literacy liberates

As the students pile off the brand new Standard bus company buses across the territory to begin their 2011-2012 school year, do they realize just how important the task before them is for all of us? The politicians and community dignitaries gathered for t

As the students pile off the brand new Standard bus company buses across the territory to begin their 2011-2012 school year, do they realize just how important the task before them is for all of us?

The politicians and community dignitaries gathered for the sod turning at FH Collins Secondary School earlier this week seemed to know. Stacks of studies certainly support the economic, social, political and even health benefits to our society of higher literacy rates.

Putting books in the eager, well-scrubbed hands of Yukon kindergarteners, however, represents only part of the literacy equation. As Literacy BC, an organization that promotes and supports literacy and learning in our provincial neighbour, notes, “Canada’s low literacy rate is a symptom of deep and widespread social inequality created, in large part, by poverty.”

According to last year’s Campaign 2000 Report Card on Child and Family Poverty in Canada 610,000, or one in 10 Canadian children, live in poverty (www.campaign2000.ca). They cited the additional fact that this statistic does not include the “one in four children in First Nations communities growing up in poverty.”

Literacy BC believes “these children are often not well served by the school system where they are likely to be labelled and placed in classes where less is expected of them and less may be offered.”

Clearly Early Childhood Education and Care (ECEC) initiatives must be supported as a part of any effort to address this systemic deficit.

But ECEC programs, which like health care fall under provincial and territorial jurisdiction, from Campaign 2000’s perspective “will continue to remain under-resourced and under-developed as a social determinant of health and a key part of an effective anti-child poverty strategy unless all levels of government – federal, provincial/territorial, First Nations and local – are engaged to play a full role.”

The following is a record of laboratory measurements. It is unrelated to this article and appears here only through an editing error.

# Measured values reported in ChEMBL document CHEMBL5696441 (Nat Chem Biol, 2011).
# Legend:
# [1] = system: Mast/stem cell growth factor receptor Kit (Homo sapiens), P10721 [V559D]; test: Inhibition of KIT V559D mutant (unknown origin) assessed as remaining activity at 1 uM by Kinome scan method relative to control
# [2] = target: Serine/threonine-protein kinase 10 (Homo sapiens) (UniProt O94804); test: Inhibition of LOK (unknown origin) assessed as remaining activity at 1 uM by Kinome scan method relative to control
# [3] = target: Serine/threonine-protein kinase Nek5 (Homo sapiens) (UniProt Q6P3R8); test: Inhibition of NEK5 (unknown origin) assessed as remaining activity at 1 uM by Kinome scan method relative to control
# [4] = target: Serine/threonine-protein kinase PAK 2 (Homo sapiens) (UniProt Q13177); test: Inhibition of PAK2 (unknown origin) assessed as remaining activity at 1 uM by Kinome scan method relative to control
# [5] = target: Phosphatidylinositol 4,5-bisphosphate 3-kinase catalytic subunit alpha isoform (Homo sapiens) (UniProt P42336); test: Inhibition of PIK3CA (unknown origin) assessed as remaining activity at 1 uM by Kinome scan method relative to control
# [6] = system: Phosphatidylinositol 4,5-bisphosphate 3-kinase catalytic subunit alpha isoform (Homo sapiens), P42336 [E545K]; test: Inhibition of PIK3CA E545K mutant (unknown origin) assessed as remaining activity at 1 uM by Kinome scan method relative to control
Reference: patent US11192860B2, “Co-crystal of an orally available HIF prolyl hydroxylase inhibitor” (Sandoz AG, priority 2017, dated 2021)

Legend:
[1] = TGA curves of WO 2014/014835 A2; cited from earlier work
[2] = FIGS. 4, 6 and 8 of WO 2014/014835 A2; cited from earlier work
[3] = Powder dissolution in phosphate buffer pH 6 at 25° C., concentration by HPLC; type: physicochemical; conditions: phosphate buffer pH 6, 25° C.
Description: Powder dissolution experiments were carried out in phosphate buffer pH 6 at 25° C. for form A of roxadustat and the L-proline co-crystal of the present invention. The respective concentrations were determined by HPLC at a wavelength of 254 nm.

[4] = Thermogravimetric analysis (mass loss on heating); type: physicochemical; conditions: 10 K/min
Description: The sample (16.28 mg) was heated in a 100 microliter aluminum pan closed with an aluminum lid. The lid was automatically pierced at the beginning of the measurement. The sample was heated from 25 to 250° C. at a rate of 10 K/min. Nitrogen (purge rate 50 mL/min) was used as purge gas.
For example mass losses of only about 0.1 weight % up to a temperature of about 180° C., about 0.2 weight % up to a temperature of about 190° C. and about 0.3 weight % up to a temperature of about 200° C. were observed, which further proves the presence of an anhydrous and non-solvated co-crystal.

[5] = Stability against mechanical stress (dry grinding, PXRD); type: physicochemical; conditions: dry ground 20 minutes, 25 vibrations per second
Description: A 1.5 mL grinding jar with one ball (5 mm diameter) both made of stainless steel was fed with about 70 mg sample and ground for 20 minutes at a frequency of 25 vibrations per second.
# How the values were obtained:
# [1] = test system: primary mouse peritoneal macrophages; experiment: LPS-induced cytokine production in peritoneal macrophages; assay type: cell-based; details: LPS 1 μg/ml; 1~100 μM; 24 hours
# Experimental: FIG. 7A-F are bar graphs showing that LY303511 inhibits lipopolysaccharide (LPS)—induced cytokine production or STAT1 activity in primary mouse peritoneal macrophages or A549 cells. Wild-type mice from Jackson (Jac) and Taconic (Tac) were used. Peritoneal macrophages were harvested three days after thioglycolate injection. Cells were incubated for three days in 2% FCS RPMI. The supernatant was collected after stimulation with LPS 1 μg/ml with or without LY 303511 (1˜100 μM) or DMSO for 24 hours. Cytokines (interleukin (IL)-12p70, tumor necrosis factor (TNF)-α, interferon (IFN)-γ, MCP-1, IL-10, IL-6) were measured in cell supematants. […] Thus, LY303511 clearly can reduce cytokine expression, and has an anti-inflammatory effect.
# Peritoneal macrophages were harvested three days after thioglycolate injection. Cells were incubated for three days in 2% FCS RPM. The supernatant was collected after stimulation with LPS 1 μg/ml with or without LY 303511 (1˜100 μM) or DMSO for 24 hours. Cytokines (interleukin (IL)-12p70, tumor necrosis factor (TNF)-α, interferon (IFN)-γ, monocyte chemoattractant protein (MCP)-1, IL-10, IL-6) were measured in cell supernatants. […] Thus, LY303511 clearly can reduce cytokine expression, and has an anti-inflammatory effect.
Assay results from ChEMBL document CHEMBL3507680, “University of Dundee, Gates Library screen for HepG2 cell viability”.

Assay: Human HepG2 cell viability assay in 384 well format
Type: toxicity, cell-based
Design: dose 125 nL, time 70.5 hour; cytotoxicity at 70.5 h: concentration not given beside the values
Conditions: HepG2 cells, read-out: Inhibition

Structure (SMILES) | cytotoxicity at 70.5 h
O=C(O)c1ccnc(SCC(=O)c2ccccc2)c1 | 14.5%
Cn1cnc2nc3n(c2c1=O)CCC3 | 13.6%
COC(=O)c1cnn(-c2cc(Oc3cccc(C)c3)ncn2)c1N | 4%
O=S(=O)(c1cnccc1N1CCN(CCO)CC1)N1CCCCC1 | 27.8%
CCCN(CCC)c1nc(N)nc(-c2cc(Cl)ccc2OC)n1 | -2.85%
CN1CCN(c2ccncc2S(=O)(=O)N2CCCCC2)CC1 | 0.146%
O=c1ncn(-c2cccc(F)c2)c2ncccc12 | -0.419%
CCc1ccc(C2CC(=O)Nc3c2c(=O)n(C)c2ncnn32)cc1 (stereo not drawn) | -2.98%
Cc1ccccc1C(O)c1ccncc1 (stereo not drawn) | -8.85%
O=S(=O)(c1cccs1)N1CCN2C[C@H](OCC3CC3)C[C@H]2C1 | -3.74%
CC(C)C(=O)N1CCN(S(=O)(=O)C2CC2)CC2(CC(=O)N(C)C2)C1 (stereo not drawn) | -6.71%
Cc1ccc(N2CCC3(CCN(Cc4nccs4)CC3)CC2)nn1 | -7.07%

The effectiveness of ECEC efforts as an anti-poverty and pro-literacy tool demands comprehensive support. This simple fact is corroborated by the US Department of Education’s Early Childhood Longitudinal Study which found that Head Start programs had no impact on future student test scores.

The authors of Freakonomics: A Rogue Economist Explores the Hidden Side of Everything, offer a likely reason for this in the fact that “instead of spending the day with his own undereducated, overworked mother, the typical Head Start child spends the day with someone else’s undereducated, overworked mother. (And a roomful of similarly needy children.)”

Poor paycheques traditionally has come with ECEC jobs as well.

If we somehow manage to pay the needed attention to our own literacy challenges, we still have the global deficit to face. UNESCO statistics depressingly state “today, one in five adults is still not literate and about two-thirds of them are women while 67.4 million children are out of school.” South Asia and sub-Sahara Africa hold the bulk of the world’s 793 million adults lacking minimum literacy skills but every region is affected. The poverty link to literacy painfully persists globally as well.

International Literacy Day next Thursday focuses in on the essential relationship between literacy and peace. Ultimately a society split by poverty, gross inequality and the resulting low literacy levels cannot long remain at peace.

As Irina Bokova, director-general of UNESCO, states in this year’s International Literacy Day message; “Lasting peace is founded on respect for human rights and social justice.

“In today’s knowledge-driven societies, lack of literacy is more than ever synonymous with exclusion and marginalization … “This unacceptable situation is holding back all efforts to reduce poverty and advance human development.

“It is an infringement of human rights and fundamental freedoms, and a threat to peace and security.

“Literacy is a development accelerator and a force for peace.”

Our students have a lot of work to do this school year and we do as well if they are to succeed. Their success is our success.

Michael Dougherty is co-chair of the social justice committee of Sacred Heart Cathedral of Whitehorse. Contact pazypan@yukon.net.

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